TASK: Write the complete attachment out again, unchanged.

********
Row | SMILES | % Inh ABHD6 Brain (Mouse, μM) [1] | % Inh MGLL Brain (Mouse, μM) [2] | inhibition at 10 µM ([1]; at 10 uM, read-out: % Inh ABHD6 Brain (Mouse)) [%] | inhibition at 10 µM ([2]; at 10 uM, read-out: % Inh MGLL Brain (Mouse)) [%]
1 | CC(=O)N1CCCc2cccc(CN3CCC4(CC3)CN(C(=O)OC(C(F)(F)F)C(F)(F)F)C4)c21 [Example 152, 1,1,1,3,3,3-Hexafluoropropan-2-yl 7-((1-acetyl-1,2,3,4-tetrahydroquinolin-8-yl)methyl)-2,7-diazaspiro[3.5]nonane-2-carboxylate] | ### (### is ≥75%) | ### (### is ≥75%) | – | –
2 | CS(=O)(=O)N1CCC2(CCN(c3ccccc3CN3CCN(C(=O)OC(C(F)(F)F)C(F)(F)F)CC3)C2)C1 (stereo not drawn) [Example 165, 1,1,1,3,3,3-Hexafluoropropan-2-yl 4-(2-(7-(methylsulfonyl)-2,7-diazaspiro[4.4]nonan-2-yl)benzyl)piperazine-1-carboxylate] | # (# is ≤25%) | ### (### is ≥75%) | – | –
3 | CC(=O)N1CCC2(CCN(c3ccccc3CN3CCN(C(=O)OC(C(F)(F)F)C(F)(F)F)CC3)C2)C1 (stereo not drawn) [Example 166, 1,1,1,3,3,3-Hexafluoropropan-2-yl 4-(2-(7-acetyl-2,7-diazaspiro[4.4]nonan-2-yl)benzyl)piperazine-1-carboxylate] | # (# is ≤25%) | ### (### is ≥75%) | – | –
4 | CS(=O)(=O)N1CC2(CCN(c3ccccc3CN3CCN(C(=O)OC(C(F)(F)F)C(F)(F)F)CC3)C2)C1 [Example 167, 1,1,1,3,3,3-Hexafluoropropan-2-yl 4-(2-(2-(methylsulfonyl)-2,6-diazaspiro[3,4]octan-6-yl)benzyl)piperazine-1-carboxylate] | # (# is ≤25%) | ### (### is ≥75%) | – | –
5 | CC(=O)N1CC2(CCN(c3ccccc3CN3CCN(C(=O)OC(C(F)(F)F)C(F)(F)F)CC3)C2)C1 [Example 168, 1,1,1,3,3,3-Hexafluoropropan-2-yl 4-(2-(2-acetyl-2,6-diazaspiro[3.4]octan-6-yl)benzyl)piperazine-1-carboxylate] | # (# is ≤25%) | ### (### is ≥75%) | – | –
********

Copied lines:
Row | SMILES | % Inh ABHD6 Brain (Mouse, μM) [1] | % Inh MGLL Brain (Mouse, μM) [2] | inhibition at 10 µM ([1]; at 10 uM, read-out: % Inh ABHD6 Brain (Mouse)) [%] | inhibition at 10 µM ([2]; at 10 uM, read-out: % Inh MGLL Brain (Mouse)) [%]
1 | CC(=O)N1CCCc2cccc(CN3CCC4(CC3)CN(C(=O)OC(C(F)(F)F)C(F)(F)F)C4)c21 [Example 152, 1,1,1,3,3,3-Hexafluoropropan-2-yl 7-((1-acetyl-1,2,3,4-tetrahydroquinolin-8-yl)methyl)-2,7-diazaspiro[3.5]nonane-2-carboxylate] | ### (### is ≥75%) | ### (### is ≥75%) | – | –
2 | CS(=O)(=O)N1CCC2(CCN(c3ccccc3CN3CCN(C(=O)OC(C(F)(F)F)C(F)(F)F)CC3)C2)C1 (stereo not drawn) [Example 165, 1,1,1,3,3,3-Hexafluoropropan-2-yl 4-(2-(7-(methylsulfonyl)-2,7-diazaspiro[4.4]nonan-2-yl)benzyl)piperazine-1-carboxylate] | # (# is ≤25%) | ### (### is ≥75%) | – | –
3 | CC(=O)N1CCC2(CCN(c3ccccc3CN3CCN(C(=O)OC(C(F)(F)F)C(F)(F)F)CC3)C2)C1 (stereo not drawn) [Example 166, 1,1,1,3,3,3-Hexafluoropropan-2-yl 4-(2-(7-acetyl-2,7-diazaspiro[4.4]nonan-2-yl)benzyl)piperazine-1-carboxylate] | # (# is ≤25%) | ### (### is ≥75%) | – | –
4 | CS(=O)(=O)N1CC2(CCN(c3ccccc3CN3CCN(C(=O)OC(C(F)(F)F)C(F)(F)F)CC3)C2)C1 [Example 167, 1,1,1,3,3,3-Hexafluoropropan-2-yl 4-(2-(2-(methylsulfonyl)-2,6-diazaspiro[3,4]octan-6-yl)benzyl)piperazine-1-carboxylate] | # (# is ≤25%) | ### (### is ≥75%) | – | –
5 | CC(=O)N1CC2(CCN(c3ccccc3CN3CCN(C(=O)OC(C(F)(F)F)C(F)(F)F)CC3)C2)C1 [Example 168, 1,1,1,3,3,3-Hexafluoropropan-2-yl 4-(2-(2-acetyl-2,6-diazaspiro[3.4]octan-6-yl)benzyl)piperazine-1-carboxylate] | # (# is ≤25%) | ### (### is ≥75%) | – | –